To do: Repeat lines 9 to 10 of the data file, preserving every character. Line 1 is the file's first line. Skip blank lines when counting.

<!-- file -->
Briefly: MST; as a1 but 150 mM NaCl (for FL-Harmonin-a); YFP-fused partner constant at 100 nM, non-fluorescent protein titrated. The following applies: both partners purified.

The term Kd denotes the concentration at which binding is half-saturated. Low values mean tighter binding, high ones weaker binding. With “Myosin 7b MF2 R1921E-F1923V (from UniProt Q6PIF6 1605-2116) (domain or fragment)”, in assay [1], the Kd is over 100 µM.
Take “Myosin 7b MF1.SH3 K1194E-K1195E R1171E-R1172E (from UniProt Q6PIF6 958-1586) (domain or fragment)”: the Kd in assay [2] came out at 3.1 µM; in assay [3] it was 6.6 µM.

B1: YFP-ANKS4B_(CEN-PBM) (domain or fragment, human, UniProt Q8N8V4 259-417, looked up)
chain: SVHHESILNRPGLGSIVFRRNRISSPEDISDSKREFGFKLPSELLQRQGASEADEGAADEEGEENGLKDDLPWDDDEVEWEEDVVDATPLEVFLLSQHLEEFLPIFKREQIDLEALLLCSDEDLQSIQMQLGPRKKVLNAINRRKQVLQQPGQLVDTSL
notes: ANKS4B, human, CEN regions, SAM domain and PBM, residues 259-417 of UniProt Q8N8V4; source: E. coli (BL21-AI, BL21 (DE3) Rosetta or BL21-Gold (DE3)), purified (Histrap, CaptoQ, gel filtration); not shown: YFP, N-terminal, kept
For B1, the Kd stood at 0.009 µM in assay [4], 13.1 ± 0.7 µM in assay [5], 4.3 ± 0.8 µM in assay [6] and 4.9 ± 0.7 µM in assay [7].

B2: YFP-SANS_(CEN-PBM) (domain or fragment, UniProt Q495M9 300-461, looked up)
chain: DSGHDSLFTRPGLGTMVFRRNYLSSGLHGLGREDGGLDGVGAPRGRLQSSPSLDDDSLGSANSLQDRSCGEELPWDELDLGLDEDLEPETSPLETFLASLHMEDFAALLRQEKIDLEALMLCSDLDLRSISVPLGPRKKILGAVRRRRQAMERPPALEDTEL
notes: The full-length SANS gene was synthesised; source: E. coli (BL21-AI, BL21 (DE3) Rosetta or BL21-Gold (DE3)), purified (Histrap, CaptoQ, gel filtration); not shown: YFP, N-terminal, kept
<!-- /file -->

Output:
chain: DSGHDSLFTRPGLGTMVFRRNYLSSGLHGLGREDGGLDGVGAPRGRLQSSPSLDDDSLGSANSLQDRSCGEELPWDELDLGLDEDLEPETSPLETFLASLHMEDFAALLRQEKIDLEALMLCSDLDLRSISVPLGPRKKILGAVRRRRQAMERPPALEDTEL
notes: The full-length SANS gene was synthesised; source: E. coli (BL21-AI, BL21 (DE3) Rosetta or BL21-Gold (DE3)), purified (Histrap, CaptoQ, gel filtration); not shown: YFP, N-terminal, kept